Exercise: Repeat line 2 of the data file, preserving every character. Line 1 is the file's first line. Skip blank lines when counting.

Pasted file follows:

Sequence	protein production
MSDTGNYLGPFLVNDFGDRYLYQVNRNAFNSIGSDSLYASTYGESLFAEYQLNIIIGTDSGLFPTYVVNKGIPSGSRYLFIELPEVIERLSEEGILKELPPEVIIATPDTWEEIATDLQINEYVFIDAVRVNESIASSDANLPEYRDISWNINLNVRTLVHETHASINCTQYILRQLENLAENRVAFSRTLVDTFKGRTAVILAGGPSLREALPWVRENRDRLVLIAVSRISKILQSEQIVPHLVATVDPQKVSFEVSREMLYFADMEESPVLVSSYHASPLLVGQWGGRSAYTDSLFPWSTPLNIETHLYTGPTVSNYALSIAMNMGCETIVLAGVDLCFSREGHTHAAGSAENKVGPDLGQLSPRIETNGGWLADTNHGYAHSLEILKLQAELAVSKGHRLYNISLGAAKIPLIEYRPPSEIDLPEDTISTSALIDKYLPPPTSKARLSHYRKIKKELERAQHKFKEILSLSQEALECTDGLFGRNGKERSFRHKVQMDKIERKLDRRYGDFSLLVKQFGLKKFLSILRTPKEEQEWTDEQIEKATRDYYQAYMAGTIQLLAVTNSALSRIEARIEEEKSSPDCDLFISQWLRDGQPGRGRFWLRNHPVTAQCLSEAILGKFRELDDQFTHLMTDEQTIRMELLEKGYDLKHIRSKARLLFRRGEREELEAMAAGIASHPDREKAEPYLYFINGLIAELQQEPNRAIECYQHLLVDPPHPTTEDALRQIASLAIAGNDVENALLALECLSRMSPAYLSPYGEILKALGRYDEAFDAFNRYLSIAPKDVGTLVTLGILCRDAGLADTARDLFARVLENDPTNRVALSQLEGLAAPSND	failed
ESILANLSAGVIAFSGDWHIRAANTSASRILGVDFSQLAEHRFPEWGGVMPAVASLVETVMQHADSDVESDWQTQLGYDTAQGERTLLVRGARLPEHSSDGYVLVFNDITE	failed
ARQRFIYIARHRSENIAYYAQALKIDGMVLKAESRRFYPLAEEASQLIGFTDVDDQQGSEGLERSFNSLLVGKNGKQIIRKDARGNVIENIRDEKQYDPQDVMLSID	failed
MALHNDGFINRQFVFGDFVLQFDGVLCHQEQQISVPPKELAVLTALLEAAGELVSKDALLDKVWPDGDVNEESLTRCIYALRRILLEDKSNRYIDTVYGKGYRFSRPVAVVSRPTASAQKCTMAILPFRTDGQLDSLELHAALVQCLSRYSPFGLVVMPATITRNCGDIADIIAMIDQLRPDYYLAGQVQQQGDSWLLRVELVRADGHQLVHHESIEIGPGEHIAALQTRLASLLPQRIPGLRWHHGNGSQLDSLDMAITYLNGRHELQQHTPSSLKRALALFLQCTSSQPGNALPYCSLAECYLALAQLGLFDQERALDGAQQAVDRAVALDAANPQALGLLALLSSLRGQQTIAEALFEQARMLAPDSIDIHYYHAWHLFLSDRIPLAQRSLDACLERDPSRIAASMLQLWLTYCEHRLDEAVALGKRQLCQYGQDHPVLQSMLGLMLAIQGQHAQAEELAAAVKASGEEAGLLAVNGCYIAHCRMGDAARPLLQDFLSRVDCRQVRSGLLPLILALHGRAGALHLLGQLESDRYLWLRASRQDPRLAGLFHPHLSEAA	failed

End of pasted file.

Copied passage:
MSDTGNYLGPFLVNDFGDRYLYQVNRNAFNSIGSDSLYASTYGESLFAEYQLNIIIGTDSGLFPTYVVNKGIPSGSRYLFIELPEVIERLSEEGILKELPPEVIIATPDTWEEIATDLQINEYVFIDAVRVNESIASSDANLPEYRDISWNINLNVRTLVHETHASINCTQYILRQLENLAENRVAFSRTLVDTFKGRTAVILAGGPSLREALPWVRENRDRLVLIAVSRISKILQSEQIVPHLVATVDPQKVSFEVSREMLYFADMEESPVLVSSYHASPLLVGQWGGRSAYTDSLFPWSTPLNIETHLYTGPTVSNYALSIAMNMGCETIVLAGVDLCFSREGHTHAAGSAENKVGPDLGQLSPRIETNGGWLADTNHGYAHSLEILKLQAELAVSKGHRLYNISLGAAKIPLIEYRPPSEIDLPEDTISTSALIDKYLPPPTSKARLSHYRKIKKELERAQHKFKEILSLSQEALECTDGLFGRNGKERSFRHKVQMDKIERKLDRRYGDFSLLVKQFGLKKFLSILRTPKEEQEWTDEQIEKATRDYYQAYMAGTIQLLAVTNSALSRIEARIEEEKSSPDCDLFISQWLRDGQPGRGRFWLRNHPVTAQCLSEAILGKFRELDDQFTHLMTDEQTIRMELLEKGYDLKHIRSKARLLFRRGEREELEAMAAGIASHPDREKAEPYLYFINGLIAELQQEPNRAIECYQHLLVDPPHPTTEDALRQIASLAIAGNDVENALLALECLSRMSPAYLSPYGEILKALGRYDEAFDAFNRYLSIAPKDVGTLVTLGILCRDAGLADTARDLFARVLENDPTNRVALSQLEGLAAPSND	failed